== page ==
Words by Kiran Sokhi
Students of the University of Sussex have been evicted from on-campus accommodation as a consequence of breaching Covid-19 restrictions for instance by throwing parties in halls of residence.
This action has been enforced after over 100 residents broke the government guidelines to stay home after attending a party on campus on January 9.
This is just one of the many incidents over Halloween and new years where students and residents have breached the Covid- 19 rules to prevent the spread of the virus. Videos and photos were shared on social media showing mass gatherings of people being broken up by Sussex police.
Further implementation of Covid rules by the government have been ignored by residents that were put in place to reduce the risk of spreading the new strain of the virus that is more transmissible. In a leaflet sent to on campus residents, Sussex police and university stated ‘‘This means not having parties or gatherings. This is the law. It’s to save lives.”
An email was sent out on the 11 January by Student communications to warn students about the consequences of breaking coronavirus laws on campus. It reads:
“As a reminder, everyone must stay at home (unless for essential reasons and exercise), and different households must not mix.”
“Unfortunately, this weekend a number of students chose to break these rules by having gatherings in residences with people from outside their household bubbles – this resulted in the Police attending campus. Such activity is completely unacceptable and the Police are likely to investigate those who broke the law and issue fines.”
“Additionally, students who host or participate in gatherings in residences will be subject to University disciplinary procedures. The outcome of procedures could lead to a student being unable to continue their studies and/or unable to continue staying in University accommodation and face financial penalties.”
A second email was sent on the 14 January outlining:
“Every unnecessary contact – be that through a coffee date, party or travelling when not required – is another possible life lost. So we implore you now, make good choices and help us to keep Sussex safe.”
In addition to the emails, further implementation was enforced by a leaflet that was sent to all on-campus residents by the university and Sussex police which stressed that “the actions of a small group of students must stop” in order to keep the community safe and protected.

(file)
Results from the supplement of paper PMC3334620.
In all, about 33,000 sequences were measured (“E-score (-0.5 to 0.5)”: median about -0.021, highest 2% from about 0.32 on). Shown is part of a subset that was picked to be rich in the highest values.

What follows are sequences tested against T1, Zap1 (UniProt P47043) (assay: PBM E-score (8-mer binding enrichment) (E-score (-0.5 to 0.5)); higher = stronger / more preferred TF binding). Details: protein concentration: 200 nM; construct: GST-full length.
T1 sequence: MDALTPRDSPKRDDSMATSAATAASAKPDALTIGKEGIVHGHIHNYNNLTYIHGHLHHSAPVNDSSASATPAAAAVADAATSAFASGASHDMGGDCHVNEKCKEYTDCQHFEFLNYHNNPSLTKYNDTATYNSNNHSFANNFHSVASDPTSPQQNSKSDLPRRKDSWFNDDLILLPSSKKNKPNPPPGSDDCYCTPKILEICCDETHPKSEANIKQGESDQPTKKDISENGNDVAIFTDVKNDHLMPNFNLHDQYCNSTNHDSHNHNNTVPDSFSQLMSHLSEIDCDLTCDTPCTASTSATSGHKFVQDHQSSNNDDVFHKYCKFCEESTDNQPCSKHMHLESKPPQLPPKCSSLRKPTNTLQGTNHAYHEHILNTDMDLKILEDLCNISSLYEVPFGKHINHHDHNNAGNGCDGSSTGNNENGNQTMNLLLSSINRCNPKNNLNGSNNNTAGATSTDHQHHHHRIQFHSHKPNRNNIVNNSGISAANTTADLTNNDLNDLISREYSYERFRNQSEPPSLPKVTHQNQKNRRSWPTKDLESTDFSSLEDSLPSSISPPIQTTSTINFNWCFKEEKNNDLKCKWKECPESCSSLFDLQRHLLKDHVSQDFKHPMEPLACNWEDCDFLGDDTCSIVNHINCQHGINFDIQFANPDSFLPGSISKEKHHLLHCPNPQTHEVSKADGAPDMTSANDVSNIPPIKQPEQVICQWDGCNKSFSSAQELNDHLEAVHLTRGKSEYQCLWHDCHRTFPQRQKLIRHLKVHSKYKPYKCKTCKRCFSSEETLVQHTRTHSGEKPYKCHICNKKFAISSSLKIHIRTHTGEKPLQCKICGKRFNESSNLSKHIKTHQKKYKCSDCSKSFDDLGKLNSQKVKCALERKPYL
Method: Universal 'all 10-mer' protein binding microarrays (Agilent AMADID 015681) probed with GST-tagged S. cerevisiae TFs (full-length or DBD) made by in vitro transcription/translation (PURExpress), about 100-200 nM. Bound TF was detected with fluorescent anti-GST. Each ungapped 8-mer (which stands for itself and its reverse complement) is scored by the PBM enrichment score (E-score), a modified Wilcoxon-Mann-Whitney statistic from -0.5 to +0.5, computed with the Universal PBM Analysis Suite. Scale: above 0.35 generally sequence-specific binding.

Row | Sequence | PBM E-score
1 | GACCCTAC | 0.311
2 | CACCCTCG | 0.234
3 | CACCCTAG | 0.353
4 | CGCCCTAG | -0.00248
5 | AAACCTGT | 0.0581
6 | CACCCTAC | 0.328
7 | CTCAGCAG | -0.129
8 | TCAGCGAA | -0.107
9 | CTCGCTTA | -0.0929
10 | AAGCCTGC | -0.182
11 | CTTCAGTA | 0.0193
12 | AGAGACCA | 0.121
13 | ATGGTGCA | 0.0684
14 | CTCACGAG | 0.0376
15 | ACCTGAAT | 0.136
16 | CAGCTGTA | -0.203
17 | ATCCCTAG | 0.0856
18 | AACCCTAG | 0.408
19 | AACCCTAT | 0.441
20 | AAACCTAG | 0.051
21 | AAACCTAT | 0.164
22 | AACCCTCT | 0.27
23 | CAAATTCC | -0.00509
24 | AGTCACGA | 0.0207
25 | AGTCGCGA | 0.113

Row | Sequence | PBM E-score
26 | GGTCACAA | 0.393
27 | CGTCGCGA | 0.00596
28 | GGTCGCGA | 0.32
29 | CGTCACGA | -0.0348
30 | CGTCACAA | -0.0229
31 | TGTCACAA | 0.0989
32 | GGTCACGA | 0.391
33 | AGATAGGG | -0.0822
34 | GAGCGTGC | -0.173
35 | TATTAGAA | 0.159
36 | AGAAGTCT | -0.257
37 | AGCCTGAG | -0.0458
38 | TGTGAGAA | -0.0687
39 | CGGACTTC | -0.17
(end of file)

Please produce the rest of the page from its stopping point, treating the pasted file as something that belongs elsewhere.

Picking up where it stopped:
This was followed by a formal letter enforcing the seriousness of breaching Covid-19 measures which may lead to students being dismissed by the University as well as evicted. The letter stated:
“We will not tolerate repeats of the recent serious breaches in our residences, where gatherings have been held.”
“We have now taken action to evict students who are identified as breaching the government guidelines and the law.”
On Tuesday 26 the University of Sussex students union posted to their Facebook questioning students about the level of involvement enforced by the police on campus:
“Police and campus security have had to respond to illegal gatherings on campus numerous times over this academic year. However, after receiving several reports from students we are concerned that they may be overstepping their bounds in some cases.”
Have campus security or police entered your flat without cause?
Have you been stopped on campus by security or police without cause?
Please let us know of any concerning and/or unprovoked dealings with security or police.”
In addition to this information, the University issued a statement to The Badger stating:
“The University thanks the majority of students who continue to abide by the law and follow Covid rules, which are in place to reduce the spread of the virus to each other and in the wider community.”
“However, a minority of student residents have broken the law and not followed Covid rules by holding parties and gatherings in University accommodation.”
“We have informed all students with University accommodation to ensure that those who do break the law are aware of the implications. As well as receiving a significant Police fine, they could face University disciplinary proceedings; and in the oat serious situations potential eviction from their stunt residence.”
“Students who break the Covid laws and rules aren’t just putting themselves and others at risk of contracting the virus, their actions may also impact some of the most vulnerable people in our community who need help from the Police.”
“The University is currently undergoing disciplinary procedure with a number of students and it wouldn’t be appropriate to share details, due to confidentiality reasons.”
Picture Credit: University of Sussex